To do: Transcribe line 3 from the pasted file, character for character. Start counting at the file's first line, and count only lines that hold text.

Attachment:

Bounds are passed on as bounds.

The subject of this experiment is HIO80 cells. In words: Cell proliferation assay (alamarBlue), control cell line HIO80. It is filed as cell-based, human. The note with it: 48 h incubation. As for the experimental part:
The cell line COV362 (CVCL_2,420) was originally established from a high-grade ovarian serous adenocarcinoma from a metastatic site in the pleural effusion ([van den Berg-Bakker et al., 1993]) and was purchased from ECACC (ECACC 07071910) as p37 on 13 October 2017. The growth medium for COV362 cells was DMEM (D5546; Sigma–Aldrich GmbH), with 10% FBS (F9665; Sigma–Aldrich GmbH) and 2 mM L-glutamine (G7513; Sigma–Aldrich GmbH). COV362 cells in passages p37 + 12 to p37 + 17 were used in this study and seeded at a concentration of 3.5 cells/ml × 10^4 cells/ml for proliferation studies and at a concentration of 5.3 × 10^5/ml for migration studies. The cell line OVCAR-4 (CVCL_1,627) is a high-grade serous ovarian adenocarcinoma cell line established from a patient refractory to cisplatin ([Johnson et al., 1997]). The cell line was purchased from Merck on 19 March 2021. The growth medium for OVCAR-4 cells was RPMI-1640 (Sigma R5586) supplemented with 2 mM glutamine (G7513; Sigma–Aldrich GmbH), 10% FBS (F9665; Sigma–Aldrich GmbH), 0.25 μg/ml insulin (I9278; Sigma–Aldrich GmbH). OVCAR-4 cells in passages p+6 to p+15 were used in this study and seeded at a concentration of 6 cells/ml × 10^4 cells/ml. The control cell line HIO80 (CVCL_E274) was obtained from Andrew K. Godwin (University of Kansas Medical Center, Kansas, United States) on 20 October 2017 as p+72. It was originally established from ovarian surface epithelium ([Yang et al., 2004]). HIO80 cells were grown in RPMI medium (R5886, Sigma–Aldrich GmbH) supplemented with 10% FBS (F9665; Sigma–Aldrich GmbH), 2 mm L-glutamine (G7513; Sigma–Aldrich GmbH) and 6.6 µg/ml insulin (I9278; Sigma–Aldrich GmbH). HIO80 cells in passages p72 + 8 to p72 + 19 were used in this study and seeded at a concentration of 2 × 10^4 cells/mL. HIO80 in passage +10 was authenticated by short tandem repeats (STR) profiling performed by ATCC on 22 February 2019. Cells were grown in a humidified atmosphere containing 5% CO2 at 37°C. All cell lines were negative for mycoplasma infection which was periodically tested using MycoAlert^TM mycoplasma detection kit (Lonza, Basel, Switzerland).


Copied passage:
The cell line COV362 (CVCL_2,420) was originally established from a high-grade ovarian serous adenocarcinoma from a metastatic site in the pleural effusion ([van den Berg-Bakker et al., 1993]) and was purchased from ECACC (ECACC 07071910) as p37 on 13 October 2017. The growth medium for COV362 cells was DMEM (D5546; Sigma–Aldrich GmbH), with 10% FBS (F9665; Sigma–Aldrich GmbH) and 2 mM L-glutamine (G7513; Sigma–Aldrich GmbH). COV362 cells in passages p37 + 12 to p37 + 17 were used in this study and seeded at a concentration of 3.5 cells/ml × 10^4 cells/ml for proliferation studies and at a concentration of 5.3 × 10^5/ml for migration studies. The cell line OVCAR-4 (CVCL_1,627) is a high-grade serous ovarian adenocarcinoma cell line established from a patient refractory to cisplatin ([Johnson et al., 1997]). The cell line was purchased from Merck on 19 March 2021. The growth medium for OVCAR-4 cells was RPMI-1640 (Sigma R5586) supplemented with 2 mM glutamine (G7513; Sigma–Aldrich GmbH), 10% FBS (F9665; Sigma–Aldrich GmbH), 0.25 μg/ml insulin (I9278; Sigma–Aldrich GmbH). OVCAR-4 cells in passages p+6 to p+15 were used in this study and seeded at a concentration of 6 cells/ml × 10^4 cells/ml. The control cell line HIO80 (CVCL_E274) was obtained from Andrew K. Godwin (University of Kansas Medical Center, Kansas, United States) on 20 October 2017 as p+72. It was originally established from ovarian surface epithelium ([Yang et al., 2004]). HIO80 cells were grown in RPMI medium (R5886, Sigma–Aldrich GmbH) supplemented with 10% FBS (F9665; Sigma–Aldrich GmbH), 2 mm L-glutamine (G7513; Sigma–Aldrich GmbH) and 6.6 µg/ml insulin (I9278; Sigma–Aldrich GmbH). HIO80 cells in passages p72 + 8 to p72 + 19 were used in this study and seeded at a concentration of 2 × 10^4 cells/mL. HIO80 in passage +10 was authenticated by short tandem repeats (STR) profiling performed by ATCC on 22 February 2019. Cells were grown in a humidified atmosphere containing 5% CO2 at 37°C. All cell lines were negative for mycoplasma infection which was periodically tested using MycoAlert^TM mycoplasma detection kit (Lonza, Basel, Switzerland).